Study: 100 tons of plastic annually carried by the waters of the Danube on the territory of Romania


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Almost 100 tons of plastic are carried annually by the waters of the Danube on the territory of Romania. This is the conclusion of the first study on the amount of plastic transported by the Danube in our country, carried out in the period 2022-2023 by the Mai Mult Verde/More Green NGO and Global Water Partnership Romania associations, within the Cu Apele Curate program supported by Lidl Romania.

According to the study, the Romanian sector of the Danube annually transports, on average, 48.5 tons of microplastic and 48 tons of macroplastic. The highest annual transport yields were recorded at the Moldova Veche sampling station, close to the entrance of the Danube into Romania.It is the most extensive study of this kind carried out in our country to date, having been carried out over five seasons, during the spring-winter 2022 and spring 2023, in three sections on the Romanian route of the Danube: Old Moldova (km 23 after the entrance on Romanian territory), Gruia (downstream of the Iron Gates II) and Isaccea (after the last tributary – the Prut river, before the Danube Delta).

“Although the samples were taken in the conditions of a dry year (2022), with below-average flows, the results obtained are comparable to the values ​​obtained by extrapolating to multi-year average flows. A continuous, multi-year monitoring is required, with a greater number of measurements on the main sections between the tributaries, in order to identify the dynamic evolution of the presence of microplastic particles in the Danube water, its sources and amelioration measures,” says Doru Mitrana, the president More Green Association.

During the study on the presence of plastic materials in the Danube, on the territory of Romania, the largest amounts of plastic transported by the river were recorded at the entrance to the country, near the town of Moldova Veche: between 93 and 100 tons/year of total plastic material, of which 46-51 tons/year microplastic, 47-49 tons/year macroplastic. Alluvium samples collected from the Old Moldova area contain several times higher amounts, both microplastic and macroplastic, compared to those collected in the Gruia and Isaccea areas.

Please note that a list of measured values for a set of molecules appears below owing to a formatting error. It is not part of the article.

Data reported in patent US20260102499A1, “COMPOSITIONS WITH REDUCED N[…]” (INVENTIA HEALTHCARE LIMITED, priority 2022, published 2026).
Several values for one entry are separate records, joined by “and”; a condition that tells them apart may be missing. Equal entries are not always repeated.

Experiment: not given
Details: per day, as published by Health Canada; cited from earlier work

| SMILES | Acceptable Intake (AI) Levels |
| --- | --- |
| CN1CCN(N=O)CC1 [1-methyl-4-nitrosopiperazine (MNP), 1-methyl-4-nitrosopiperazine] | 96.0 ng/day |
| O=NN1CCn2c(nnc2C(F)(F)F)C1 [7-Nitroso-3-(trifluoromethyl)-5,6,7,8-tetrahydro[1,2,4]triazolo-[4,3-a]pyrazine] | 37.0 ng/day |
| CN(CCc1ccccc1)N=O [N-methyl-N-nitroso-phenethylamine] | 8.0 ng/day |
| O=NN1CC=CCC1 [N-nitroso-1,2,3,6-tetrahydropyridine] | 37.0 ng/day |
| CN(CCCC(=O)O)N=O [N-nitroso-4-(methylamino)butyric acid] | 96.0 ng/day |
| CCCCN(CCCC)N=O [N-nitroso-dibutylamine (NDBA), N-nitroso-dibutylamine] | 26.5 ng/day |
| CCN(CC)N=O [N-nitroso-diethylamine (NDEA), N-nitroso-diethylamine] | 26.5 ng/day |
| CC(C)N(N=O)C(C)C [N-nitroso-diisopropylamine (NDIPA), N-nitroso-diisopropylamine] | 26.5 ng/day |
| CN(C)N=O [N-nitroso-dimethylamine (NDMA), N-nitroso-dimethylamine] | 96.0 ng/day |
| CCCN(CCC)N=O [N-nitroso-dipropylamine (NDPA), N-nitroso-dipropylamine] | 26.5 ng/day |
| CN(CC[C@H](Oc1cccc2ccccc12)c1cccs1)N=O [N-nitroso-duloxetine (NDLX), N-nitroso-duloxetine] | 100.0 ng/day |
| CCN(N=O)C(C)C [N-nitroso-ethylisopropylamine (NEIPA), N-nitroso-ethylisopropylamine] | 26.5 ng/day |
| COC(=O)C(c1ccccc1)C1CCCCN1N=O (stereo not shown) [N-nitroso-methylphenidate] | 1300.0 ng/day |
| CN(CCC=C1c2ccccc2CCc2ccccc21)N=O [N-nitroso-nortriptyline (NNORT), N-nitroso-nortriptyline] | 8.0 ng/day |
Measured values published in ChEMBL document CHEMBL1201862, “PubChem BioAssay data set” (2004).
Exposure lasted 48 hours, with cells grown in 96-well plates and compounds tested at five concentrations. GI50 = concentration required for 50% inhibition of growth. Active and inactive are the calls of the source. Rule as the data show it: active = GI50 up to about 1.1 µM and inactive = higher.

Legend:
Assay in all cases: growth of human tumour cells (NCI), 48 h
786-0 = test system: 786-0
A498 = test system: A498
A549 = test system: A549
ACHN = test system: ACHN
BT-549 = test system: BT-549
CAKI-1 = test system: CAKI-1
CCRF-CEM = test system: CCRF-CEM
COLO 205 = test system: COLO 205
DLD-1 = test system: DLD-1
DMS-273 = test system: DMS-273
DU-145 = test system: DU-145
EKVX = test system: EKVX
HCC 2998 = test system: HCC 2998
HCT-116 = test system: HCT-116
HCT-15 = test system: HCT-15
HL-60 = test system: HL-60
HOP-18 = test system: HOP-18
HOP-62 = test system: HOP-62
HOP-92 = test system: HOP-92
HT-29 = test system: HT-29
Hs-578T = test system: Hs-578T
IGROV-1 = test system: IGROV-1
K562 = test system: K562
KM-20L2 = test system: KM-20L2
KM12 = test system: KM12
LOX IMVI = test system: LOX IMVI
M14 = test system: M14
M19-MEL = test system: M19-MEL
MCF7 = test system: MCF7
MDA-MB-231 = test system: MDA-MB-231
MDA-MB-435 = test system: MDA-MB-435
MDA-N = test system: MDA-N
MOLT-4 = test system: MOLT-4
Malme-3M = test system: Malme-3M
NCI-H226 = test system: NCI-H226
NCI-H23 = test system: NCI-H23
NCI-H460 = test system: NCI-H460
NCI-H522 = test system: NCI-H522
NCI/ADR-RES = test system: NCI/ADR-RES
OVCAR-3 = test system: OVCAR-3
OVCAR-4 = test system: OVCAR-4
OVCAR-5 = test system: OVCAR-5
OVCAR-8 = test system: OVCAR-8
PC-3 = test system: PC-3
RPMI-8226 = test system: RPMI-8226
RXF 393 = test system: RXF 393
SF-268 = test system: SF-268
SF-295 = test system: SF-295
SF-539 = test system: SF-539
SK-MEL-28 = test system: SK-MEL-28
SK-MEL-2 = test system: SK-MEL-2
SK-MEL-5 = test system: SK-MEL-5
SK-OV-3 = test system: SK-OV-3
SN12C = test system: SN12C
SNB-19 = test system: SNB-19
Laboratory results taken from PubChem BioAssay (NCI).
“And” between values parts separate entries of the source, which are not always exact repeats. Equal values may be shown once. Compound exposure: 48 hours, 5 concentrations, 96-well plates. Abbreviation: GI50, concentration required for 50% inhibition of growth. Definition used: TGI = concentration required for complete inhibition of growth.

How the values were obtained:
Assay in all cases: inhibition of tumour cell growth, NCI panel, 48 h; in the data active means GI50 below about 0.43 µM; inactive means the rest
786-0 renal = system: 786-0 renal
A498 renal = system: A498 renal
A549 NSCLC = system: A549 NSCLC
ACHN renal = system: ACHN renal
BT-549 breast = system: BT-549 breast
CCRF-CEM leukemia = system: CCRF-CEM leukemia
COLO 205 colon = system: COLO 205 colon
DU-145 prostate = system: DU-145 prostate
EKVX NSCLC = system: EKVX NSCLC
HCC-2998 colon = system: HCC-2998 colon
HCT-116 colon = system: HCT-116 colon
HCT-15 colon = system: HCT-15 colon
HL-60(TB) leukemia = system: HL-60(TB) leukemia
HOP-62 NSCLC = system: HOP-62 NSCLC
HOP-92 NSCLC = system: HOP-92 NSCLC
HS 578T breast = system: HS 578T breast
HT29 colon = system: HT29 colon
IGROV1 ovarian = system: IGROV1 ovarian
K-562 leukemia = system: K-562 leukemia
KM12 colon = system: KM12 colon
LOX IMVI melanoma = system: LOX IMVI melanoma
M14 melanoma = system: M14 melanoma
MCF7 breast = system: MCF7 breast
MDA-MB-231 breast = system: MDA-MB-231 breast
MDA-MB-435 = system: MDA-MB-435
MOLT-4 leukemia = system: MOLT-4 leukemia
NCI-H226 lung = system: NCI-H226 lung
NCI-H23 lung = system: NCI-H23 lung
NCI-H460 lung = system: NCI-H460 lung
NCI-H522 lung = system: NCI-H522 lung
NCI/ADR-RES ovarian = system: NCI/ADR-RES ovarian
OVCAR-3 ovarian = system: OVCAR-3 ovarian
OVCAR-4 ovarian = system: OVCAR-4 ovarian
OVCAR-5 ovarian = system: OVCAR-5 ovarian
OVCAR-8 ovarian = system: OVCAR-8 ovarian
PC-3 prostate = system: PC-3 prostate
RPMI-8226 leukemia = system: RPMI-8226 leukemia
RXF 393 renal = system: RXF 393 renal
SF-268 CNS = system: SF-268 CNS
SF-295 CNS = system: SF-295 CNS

Based on these results, it can be considered that the Portile de Fier I and II basins serve as an at least temporary accumulation and settling tank for plastic, so that after this area the recorded values ​​decrease significantly and remain constant until the discharge into the Danube Delta.According to the results of the study carried out by the Mai Mult Verde Association, the highest concentrations of microplastic were found at the surface of the water (up to 60 cm deep), but also at a greater depth, down to the bottom of the water. Microplastics are transported most likely fixed on mineral alluvium, flora and fauna, which has a major impact on the aquatic biosphere.

“This study provides support for government organizations that can direct efforts to prevent microplastic pollution. At the same time, the information is relevant for the community of researchers and environmental activists, a community that can intervene through remedial activities or reaching this type of pollution. The entire food chain is affected by this type of pollution, and the consequences are diverse. The situation is serious and he must have acted responsibly,” says the coordinator of the study, Ionuț Procop – president of Global Water Partnership (GWP) Romania.

Where does the plastic come from?

Microplastic represents extremely small particles resulting from plastic, with a maximum size of 5 mm, and macroplastic represents particles with sizes between 5 mm and 2.5 cm. They grind over time, under the influence of abrasive and corrosive materials in the water, and turn into microplastic.

Regarding the compositional analysis of the microplastic collected in the study carried out by the Mai Mult Verde Association, the most frequently found polymers in the analyzed samples are polyethylene (52-86%) and polypropylene (12-26%).

Polyethylene was identified in all samples, in a proportion of 52-86%. This polymer is found in most food packaging and household products such as bags and containers.

Polypropylene (present in most samples, in a proportion of 12-26%) is found in the composition of materials used to obtain products such as caps, plugs, household appliances, bars and pipes.

Other plastic polymers found in the waters of the Danube are: polystyrene (used to obtain insulating materials, packaging and disposable tableware), EVA ethylene-vinyl-acetate copolymer (used to obtain insulating materials, adhesives, different types of hoses, shoes and packaging), cellulose (used in the food and pharmaceutical industry, but also in the production of various packaging) and polyurethane (mainly used as a thermal insulator, as a raw material in the furniture industry and in the production of paint, adhesives, packaging).

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1 Comment
  1. Panagiotis Spyridis says

    i suggest we ask compensation from ALL the upstream countries and ban CocaCola and Pepsico from using plastic bottles. Old glass reusable ones are the best.

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